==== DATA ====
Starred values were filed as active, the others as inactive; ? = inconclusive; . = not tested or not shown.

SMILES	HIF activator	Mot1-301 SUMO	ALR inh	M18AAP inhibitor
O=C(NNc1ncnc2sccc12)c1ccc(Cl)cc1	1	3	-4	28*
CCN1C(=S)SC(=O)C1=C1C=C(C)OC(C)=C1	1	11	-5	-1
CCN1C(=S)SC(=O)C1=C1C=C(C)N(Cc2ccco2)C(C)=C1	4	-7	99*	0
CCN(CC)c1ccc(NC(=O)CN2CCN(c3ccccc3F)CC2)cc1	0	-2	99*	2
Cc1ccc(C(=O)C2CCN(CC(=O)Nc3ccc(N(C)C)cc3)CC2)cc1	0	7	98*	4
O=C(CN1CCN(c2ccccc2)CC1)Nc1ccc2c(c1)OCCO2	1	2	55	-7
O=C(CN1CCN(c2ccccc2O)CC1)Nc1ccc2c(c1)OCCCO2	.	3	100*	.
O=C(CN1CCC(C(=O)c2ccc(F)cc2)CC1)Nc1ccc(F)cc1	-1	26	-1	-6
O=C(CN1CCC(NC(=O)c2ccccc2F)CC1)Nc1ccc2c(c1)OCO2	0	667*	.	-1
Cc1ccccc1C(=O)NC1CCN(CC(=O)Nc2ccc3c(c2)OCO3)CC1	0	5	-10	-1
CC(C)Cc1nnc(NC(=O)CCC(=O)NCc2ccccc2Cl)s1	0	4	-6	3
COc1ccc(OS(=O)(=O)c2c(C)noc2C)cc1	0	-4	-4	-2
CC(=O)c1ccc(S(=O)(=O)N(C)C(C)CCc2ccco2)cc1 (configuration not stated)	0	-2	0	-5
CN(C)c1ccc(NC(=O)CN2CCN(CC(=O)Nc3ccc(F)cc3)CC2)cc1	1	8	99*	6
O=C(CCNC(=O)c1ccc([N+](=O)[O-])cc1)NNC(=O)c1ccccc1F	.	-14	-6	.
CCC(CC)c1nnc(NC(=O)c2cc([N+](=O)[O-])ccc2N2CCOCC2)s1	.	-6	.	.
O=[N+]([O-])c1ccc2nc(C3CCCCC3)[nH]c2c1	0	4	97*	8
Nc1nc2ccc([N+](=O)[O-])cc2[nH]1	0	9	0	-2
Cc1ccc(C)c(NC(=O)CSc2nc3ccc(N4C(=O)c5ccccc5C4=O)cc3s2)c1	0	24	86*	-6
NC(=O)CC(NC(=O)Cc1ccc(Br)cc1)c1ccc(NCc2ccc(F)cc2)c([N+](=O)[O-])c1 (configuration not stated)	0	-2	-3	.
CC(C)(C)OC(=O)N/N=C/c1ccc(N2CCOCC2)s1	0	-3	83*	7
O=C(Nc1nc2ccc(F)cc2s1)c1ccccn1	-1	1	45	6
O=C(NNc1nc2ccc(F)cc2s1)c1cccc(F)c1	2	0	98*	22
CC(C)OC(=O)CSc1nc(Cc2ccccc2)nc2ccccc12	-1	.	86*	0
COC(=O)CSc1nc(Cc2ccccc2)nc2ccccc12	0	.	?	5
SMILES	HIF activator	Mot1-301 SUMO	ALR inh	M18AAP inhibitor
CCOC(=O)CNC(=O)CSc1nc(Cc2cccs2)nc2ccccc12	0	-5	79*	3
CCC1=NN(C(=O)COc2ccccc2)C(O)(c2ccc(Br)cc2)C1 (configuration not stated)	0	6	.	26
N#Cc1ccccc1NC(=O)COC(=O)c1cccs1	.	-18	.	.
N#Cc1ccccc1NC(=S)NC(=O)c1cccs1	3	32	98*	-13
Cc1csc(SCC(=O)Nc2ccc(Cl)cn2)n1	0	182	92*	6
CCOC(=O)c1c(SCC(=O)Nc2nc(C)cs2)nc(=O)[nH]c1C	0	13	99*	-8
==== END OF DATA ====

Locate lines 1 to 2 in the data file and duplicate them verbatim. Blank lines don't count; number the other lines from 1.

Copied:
Starred values were filed as active, the others as inactive; ? = inconclusive; . = not tested or not shown.

SMILES	HIF activator	Mot1-301 SUMO	ALR inh	M18AAP inhibitor